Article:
We cannot help being more and more alive to those rights in China when we regard the continually increasing importance of our trade with that country. It is not only a rapidly growing trade; it is a unique trade. In the column of gains made by non-Asiatic countries in their last year's commerce with China over that of previous years, we stand alone. Nor is. ours merely a gain where all others lose; it is a gain even greater than the loss sustained by Great Britain, the largest trader in the Orient. In one department, however, this transfer is specially impressive: no longer does Manchester compete with us in the export of cottons to China; we now have the lion's share. While in recent years our rival's interest has declined fourteen per cent., ours has increased over a hundred and twenty per cent., and cotton forms two-fifths of China's entire import trade. As to our entire export trade to China, it has increased, according to Mr. Colquhoun, one hundred and twenty-six per cent, in ten years. It is already twice as large as the German export trade to that country. Mr. Fowler, our Consul at Chifu, reports that at least three-fifths of the greatly increased imports into China during the past two years are due to the purchases from the United States. Last year's Chinese foreign trade was valued at between two hundred and fifty and three hundred million dollars. It has doubled during the past decade.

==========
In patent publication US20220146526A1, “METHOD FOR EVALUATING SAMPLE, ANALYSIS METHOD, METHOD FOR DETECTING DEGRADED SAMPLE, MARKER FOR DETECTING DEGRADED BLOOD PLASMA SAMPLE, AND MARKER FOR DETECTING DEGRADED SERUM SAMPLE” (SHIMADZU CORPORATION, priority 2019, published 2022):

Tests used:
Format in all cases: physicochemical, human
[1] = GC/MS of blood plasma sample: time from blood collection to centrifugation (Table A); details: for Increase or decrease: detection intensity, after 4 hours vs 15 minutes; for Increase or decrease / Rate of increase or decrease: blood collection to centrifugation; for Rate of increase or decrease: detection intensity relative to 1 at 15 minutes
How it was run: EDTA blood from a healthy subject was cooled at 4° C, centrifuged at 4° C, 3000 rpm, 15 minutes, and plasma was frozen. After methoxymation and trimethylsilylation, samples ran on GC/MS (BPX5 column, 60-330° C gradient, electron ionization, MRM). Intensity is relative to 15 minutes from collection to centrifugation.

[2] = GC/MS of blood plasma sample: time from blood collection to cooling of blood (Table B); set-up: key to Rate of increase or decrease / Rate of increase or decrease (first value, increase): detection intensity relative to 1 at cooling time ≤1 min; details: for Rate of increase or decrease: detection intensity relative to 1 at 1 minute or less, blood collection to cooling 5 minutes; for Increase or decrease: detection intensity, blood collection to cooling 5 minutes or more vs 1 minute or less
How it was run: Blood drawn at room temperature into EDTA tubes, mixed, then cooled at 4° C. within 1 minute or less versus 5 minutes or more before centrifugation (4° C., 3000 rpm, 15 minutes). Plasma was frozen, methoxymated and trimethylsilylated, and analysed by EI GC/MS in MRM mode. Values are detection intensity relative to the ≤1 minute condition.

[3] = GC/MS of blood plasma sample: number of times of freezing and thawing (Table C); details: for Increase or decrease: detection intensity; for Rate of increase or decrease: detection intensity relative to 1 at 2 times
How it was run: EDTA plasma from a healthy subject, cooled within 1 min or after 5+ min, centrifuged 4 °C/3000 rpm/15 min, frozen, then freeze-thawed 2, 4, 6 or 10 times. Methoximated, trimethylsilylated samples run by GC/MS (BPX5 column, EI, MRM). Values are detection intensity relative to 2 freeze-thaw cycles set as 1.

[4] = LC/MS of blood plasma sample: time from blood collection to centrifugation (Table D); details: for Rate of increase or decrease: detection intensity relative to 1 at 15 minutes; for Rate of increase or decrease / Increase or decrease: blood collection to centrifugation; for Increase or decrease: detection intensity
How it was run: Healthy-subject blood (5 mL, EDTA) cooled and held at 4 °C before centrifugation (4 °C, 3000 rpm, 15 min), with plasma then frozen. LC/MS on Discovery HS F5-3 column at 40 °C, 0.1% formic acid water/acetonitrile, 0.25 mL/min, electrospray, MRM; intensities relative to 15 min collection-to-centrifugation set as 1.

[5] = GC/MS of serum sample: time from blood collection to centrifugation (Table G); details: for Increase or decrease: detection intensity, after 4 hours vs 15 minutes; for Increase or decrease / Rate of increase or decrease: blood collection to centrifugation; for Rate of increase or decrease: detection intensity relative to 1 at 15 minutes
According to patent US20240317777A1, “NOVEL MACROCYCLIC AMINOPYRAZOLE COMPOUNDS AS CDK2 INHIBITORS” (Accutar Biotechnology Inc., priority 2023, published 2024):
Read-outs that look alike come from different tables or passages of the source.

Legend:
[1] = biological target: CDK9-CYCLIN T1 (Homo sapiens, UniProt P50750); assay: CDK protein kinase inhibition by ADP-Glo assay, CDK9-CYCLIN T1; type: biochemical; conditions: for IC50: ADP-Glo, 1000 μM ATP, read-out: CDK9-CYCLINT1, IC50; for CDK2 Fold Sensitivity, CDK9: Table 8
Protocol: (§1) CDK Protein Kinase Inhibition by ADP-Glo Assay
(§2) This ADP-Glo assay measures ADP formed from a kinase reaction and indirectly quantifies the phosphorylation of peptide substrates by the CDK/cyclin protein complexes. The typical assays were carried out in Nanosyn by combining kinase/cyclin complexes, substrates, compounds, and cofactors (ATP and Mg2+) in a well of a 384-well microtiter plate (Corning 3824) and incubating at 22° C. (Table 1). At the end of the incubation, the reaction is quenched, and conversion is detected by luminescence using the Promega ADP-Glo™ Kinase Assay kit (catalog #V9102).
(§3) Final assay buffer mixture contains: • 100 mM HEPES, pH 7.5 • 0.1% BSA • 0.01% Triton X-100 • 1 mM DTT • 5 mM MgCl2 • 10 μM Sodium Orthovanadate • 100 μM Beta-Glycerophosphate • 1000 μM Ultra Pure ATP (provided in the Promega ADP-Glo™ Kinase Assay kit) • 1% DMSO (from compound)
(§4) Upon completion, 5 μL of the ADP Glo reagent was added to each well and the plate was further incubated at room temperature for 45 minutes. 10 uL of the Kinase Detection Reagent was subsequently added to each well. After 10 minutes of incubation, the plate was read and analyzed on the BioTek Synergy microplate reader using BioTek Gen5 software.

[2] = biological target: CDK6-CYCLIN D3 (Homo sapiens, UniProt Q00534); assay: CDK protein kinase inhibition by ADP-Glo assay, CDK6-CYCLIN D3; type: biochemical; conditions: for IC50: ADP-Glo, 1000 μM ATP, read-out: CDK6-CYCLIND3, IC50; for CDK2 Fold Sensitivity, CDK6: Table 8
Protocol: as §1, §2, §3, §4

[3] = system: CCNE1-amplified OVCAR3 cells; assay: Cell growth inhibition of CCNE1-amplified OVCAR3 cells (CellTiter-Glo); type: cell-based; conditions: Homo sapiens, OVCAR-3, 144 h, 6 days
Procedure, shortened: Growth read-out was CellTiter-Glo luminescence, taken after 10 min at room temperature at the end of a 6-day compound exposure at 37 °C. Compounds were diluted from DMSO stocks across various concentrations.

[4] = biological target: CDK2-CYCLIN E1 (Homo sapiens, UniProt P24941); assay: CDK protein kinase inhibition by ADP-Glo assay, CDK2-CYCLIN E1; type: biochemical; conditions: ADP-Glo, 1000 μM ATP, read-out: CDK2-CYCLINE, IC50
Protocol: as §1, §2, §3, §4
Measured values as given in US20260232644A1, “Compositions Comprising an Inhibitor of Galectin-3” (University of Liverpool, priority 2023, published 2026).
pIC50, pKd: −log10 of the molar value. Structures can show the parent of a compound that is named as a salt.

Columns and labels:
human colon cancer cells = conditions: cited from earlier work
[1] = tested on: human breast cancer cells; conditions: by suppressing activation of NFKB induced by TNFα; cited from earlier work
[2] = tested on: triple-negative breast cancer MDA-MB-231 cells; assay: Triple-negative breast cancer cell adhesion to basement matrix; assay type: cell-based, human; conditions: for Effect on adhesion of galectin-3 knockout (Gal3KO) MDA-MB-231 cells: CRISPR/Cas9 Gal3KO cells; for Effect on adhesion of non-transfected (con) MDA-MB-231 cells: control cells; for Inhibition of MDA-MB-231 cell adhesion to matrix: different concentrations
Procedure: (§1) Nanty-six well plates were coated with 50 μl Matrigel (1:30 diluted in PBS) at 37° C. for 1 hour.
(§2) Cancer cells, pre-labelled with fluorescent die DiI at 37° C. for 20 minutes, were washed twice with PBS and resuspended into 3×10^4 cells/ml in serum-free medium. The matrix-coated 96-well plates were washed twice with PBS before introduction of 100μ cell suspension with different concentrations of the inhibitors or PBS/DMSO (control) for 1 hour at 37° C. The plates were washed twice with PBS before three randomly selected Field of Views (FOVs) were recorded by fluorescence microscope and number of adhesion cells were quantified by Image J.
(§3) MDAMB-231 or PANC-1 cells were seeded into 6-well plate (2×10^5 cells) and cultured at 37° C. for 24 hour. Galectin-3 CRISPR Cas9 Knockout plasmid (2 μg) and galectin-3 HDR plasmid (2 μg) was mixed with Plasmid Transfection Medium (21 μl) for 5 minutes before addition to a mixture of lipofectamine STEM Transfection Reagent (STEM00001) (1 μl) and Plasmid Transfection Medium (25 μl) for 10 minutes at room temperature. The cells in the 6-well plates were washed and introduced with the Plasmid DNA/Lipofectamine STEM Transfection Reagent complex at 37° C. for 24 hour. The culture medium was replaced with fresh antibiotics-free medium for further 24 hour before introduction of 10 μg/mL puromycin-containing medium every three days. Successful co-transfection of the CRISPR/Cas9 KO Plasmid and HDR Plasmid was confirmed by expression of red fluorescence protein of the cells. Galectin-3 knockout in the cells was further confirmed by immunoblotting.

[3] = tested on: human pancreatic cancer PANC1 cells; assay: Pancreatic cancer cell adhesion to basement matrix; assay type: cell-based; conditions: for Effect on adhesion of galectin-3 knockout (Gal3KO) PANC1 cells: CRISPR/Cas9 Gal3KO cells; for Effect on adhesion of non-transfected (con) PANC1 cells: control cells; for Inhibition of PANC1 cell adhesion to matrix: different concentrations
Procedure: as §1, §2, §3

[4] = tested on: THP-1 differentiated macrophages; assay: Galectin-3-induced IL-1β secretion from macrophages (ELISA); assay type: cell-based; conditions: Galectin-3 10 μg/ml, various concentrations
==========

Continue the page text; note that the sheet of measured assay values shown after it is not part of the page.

The specific demands from China for American products include flour and breadstufTs; raw and manufactured cotton; oil, timber, leather, paper, iron and steel products; machinery and hardware; locomotives, cars, and rails; sewing-machines, clocks, and watches; telephone and telegraph supplies; electric railways and lights; chemicals and medicines. If the maintenance of this trade were merely